Lasting Powers of Attorney – what now?
In common with many in the legal profession, I was interested to read the views expressed by recently retired Senior Judge Lush on Lasting Powers of Attorney (LPAs). Specifically, he said that he would never make one himself. Those views certainly caught the attention of the media – the story was all over the BBC following that radio interview and, of course, we lawyers were called to respond. One of my colleagues had two clients telephone with real concerns as to whether or not to complete their LPAs.
Naturally, there is a strong temptation simply to dismiss the points being made as being those of a person who now has a book to sell. Was he not bound to give a provocative sound bite or two? Whereas I do think that’s too simplistic a response and I also think that, as practitioners, we are missing a trick if we fail to heed what Mr Lush is saying I would like to spend a moment considering the strange places one can be taken if the logical journey between cause and effect is not followed correctly. The press coverage of Mr Lush’s comments reminded me of an A-Level economics lesson on precisely this point.
So what is the trap?
Generally, if a maths teacher tells a class that all users of hard drugs start off on soft drugs and then asks the class what maths lesson there is for legislators in terms of soft drugs, most students will say that, since we know from the initial statement that 100% of hard drug users started on soft drugs, we ought not to decriminalise soft drug use. This is of course completely wrong mathematically.
The correct answer is that the statement that all hard drug users start off on soft drugs gives no information of value in deciding policy on soft drugs.
Instead, the statistic you need is the one which tells you how many people who have used soft drugs at some point go on to use hard drugs.
If there were a population of 1,000,000 people and if 5 of those people used hard drugs and if all of those 5 started out on soft drugs, you would say that 100% of hard drug users started out on soft drugs. If, however, 500,000 members of that population use soft drugs and 499,995 of them never go on to use hard drugs then the causal link between the two would be statistically irrelevant. I am not pretending for a moment to know anything about drugs and the numbers here are deliberately extreme to make clear the underlying mathematical point. Numbers, used incorrectly, are a hindrance.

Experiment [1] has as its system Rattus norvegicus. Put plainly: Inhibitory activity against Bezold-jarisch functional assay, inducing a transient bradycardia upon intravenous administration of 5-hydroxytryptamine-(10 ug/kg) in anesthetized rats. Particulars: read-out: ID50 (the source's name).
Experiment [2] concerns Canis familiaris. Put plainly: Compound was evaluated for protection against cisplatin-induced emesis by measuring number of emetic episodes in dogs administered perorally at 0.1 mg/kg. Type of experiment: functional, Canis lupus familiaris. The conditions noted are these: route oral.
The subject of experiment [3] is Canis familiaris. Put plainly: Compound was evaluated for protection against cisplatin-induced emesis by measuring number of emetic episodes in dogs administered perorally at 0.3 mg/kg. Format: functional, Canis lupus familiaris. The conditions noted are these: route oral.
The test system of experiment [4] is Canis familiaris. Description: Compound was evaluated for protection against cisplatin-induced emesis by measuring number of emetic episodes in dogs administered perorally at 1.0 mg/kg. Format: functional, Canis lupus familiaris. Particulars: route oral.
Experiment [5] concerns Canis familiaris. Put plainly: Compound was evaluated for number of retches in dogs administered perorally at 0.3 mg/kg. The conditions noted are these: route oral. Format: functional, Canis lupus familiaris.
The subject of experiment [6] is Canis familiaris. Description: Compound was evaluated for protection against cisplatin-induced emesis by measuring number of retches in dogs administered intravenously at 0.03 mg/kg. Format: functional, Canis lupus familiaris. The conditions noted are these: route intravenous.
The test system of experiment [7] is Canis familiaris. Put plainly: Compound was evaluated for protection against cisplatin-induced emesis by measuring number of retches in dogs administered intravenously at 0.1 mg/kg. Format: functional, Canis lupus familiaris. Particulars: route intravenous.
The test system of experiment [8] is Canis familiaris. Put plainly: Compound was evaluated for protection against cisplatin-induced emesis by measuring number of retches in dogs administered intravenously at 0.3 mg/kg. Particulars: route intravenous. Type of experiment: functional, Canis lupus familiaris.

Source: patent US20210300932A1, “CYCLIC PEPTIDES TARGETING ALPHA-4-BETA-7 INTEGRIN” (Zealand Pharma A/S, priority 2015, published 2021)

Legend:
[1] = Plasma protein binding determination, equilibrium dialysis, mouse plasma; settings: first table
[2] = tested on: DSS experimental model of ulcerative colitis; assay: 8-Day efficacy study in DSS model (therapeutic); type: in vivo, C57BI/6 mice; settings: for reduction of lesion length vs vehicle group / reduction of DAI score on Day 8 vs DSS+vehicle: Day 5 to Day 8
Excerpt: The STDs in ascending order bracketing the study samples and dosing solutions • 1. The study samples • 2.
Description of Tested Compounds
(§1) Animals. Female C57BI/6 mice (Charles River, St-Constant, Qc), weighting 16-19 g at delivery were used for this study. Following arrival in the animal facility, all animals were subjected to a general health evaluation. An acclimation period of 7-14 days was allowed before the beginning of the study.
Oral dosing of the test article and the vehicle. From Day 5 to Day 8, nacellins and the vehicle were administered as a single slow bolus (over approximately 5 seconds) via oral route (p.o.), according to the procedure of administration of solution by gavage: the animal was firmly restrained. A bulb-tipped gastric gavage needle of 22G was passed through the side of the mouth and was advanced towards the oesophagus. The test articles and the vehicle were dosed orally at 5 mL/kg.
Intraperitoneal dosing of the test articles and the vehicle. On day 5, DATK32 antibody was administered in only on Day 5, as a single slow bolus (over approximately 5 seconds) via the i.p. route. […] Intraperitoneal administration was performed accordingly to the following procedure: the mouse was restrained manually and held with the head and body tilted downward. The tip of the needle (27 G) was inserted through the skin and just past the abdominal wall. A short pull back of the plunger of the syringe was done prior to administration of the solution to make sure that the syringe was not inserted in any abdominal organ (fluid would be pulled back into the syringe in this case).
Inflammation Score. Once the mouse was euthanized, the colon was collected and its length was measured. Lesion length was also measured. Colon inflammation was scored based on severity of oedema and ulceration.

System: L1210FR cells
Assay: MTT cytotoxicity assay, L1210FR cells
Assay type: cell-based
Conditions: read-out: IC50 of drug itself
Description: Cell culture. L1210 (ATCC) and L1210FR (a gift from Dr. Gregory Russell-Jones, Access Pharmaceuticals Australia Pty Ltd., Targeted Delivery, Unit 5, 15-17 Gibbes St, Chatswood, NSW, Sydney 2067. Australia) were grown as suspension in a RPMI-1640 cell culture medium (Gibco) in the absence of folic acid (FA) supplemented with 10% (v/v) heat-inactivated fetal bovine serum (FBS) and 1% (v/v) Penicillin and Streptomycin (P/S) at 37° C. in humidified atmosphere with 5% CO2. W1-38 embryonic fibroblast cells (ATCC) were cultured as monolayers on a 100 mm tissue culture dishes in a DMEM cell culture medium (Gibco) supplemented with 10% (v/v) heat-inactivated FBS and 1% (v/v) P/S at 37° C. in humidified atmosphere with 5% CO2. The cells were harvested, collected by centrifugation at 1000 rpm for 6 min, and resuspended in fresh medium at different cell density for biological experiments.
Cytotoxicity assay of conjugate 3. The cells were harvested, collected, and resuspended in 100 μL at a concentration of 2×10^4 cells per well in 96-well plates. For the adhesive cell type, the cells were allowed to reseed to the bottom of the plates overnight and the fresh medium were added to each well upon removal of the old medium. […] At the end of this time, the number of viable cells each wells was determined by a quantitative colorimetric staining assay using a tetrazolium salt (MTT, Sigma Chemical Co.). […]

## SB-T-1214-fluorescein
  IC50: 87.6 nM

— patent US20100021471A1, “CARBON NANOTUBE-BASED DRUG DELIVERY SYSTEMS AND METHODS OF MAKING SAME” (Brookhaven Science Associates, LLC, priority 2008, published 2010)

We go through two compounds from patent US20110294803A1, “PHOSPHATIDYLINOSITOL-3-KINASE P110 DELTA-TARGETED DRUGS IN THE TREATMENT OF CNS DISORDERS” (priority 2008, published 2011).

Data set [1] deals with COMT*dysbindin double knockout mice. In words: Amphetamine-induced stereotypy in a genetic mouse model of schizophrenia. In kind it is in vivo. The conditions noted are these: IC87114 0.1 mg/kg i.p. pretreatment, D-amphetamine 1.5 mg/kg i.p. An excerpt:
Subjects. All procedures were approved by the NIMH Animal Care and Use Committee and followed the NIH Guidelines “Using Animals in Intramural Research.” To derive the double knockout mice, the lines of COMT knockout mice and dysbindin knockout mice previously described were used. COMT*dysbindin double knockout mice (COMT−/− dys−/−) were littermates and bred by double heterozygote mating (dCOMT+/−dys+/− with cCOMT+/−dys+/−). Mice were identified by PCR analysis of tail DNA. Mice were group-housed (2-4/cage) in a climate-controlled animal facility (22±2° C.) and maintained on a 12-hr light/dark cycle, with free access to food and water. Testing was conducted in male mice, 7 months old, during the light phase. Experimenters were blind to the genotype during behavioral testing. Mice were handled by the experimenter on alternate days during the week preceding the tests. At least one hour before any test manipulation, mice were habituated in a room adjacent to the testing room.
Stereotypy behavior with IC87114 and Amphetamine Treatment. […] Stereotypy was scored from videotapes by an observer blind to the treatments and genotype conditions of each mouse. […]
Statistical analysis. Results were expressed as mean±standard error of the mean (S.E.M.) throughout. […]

Has Mr Lush fallen into this trap?
Possibly. I would not be so bold as to put it any more strongly than that but if a top judge spends most of his career dealing with the fallout of misused LPAs, he is bound to see a lot of misused LPAs and so he becomes mistrustful of them. The useful statistic here is not how many LPAs go wrong, it is what proportion of the total number of LPAs made go seriously wrong. Let us not forget that it is likely to be those that went most seriously wrong which ended up in the court of the most senior judge and this is bound to leave some kind of emotional resonance.
So what lessons am I taking from Mr Lush’s comments?
In common with most other practitioners, I wish Mr Lush had not scared the public away from what is usually a very valuable tool. Of course, if you grant unlimited authority to someone you hardly know, you are asking for trouble. Mr Lush’s radio interview was a response piece to an interview with the family of an elderly man who granted an LPA to a neighbour. The neighbour proceeded to steal nearly everything this gentleman had. The outcome was tragic but it was not unpredictable and let’s not equate that to the person who appoints known, trusted individuals who have the skills, the time and the inclination to use an LPA in the genuine best interests of the Donor. Aren’t there far more LPAs being created in those circumstances than in favour of rogues?
That being said, the interview was a useful reminder that LPAs are not a universal panacea. If someone comes in wanting to make an LPA in favour of someone they do not appear to know well, it really is worth taking the time to ask a lot more questions and to query whether a Deputyship might actually be a better solution. If your only source of help is someone less known to you, better that they be appointed with limited powers, supervised by the court and backed by an insurance bond. This is not new thinking, it’s just helpful to be reminded of it from time to time.
Moreover, a lot of the problems which arise under LPAs do not stem from wilful abuse of an attorney’s position. Often the problems stem from misuse by people who try to do the right thing – e.g. people who think they are supposed to put all of the Donor’s assets into the attorneys’ names now that they are managing things. Lawyers can do a lot to help by producing fact sheets – the ‘dos and don’ts of being an attorney’ and sending these to the attorneys when we send them the forms for signature. If people genuinely want to do the right thing, we can point them in the proper direction.
All of this is a reminder that LPAs are powerful documents, not to be entered into lightly or ill-advisedly and (in my view) certainly not to be completed online by people who don’t know what they are doing. If only Mr Lush had given as his clear take away message that LPAs are useful but that professional advice should be sought and that people should expect to pay for that advice. I think that a lot more good would have flowed from that message.